Ethical problems are inevitable at all levels of business and this means that it’s simply makes good sense for companies to take seriously the task of institutionalizing ethics in their company. Accordingly, an important segment of corporate America has begun relying on such tools as, statements of corporate values, codes of conduct, ethic workshops, and hotlines for whistleblowers. In this paper I am outlining an ethics program for a new company. Starting a company with an ethics program already in place will deter unethical behavior by mangers and staff members.
Why Have an Ethics Code?
Large corporate scandals have rocked this and other nations’ business world over the last several years. In today’s skeptical marketplace, even small and mid-sized businesses must guard against ethical and financial snares that destroyed such giants as Enron, Tyco, Boeing and Arthur Andersen. Small businesses often argue that they do not have the funding to develop, implement and enforce ethics and compliance policies, as true as that maybe following a few simple steps can help even the smallest company effectively create and communicate policies ensuring the integrity of the business and its employees (Boswell, 2003).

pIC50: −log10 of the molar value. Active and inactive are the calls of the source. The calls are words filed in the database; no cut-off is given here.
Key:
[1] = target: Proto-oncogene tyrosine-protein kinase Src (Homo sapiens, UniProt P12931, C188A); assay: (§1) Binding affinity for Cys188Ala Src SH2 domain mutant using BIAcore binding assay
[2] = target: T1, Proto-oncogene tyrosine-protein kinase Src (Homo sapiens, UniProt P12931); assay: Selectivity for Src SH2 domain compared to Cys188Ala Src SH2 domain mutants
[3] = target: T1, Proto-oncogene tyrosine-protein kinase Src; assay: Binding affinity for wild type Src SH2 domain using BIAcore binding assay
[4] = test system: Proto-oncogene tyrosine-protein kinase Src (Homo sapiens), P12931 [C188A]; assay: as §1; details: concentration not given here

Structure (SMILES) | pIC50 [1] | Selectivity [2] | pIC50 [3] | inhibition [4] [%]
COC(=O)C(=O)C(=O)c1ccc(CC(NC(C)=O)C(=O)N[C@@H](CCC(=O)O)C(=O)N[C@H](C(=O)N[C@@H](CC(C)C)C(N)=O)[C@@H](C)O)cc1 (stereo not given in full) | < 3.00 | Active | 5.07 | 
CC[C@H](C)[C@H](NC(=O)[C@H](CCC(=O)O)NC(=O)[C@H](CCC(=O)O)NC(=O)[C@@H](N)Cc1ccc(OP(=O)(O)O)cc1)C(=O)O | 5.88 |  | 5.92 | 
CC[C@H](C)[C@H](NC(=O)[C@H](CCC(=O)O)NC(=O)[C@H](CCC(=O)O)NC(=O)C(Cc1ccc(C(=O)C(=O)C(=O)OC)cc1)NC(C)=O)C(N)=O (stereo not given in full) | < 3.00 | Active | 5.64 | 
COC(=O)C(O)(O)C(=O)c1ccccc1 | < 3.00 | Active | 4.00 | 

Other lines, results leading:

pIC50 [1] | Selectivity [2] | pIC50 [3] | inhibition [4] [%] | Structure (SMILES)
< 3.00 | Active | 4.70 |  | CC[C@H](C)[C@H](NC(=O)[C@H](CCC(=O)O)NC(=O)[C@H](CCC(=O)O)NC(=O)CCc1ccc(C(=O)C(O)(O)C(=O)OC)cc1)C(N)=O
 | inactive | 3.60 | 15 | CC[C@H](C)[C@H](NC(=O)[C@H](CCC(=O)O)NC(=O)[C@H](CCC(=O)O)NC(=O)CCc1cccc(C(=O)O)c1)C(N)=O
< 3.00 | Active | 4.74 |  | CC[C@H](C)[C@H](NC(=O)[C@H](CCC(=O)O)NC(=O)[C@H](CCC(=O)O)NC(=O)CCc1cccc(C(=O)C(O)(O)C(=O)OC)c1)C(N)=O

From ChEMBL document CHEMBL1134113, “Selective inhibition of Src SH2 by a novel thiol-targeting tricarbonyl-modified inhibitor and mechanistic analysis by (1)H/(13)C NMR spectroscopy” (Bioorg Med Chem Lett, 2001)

The Code of Conduct is not exhaustive; it simply provides guidance to employees and directors in how they are expected to carry out their duties. There is no possible way for the code to address every possible situation, employees and directors are expected to use good judgment and to ask questions when in doubt (Boudreaux & Steiner, 2005, para. 5). Codes of conduct specify actions in the workplace and codes are merely guidelines to make decisions about actions. Once the company increases in size, each department can develop its own codes of conduct.
According to Wallace, “a credo generally describes the highest values to which the company aspires to operate (McNamara, PhD, 2003). The code specifies the ethical rules of operation....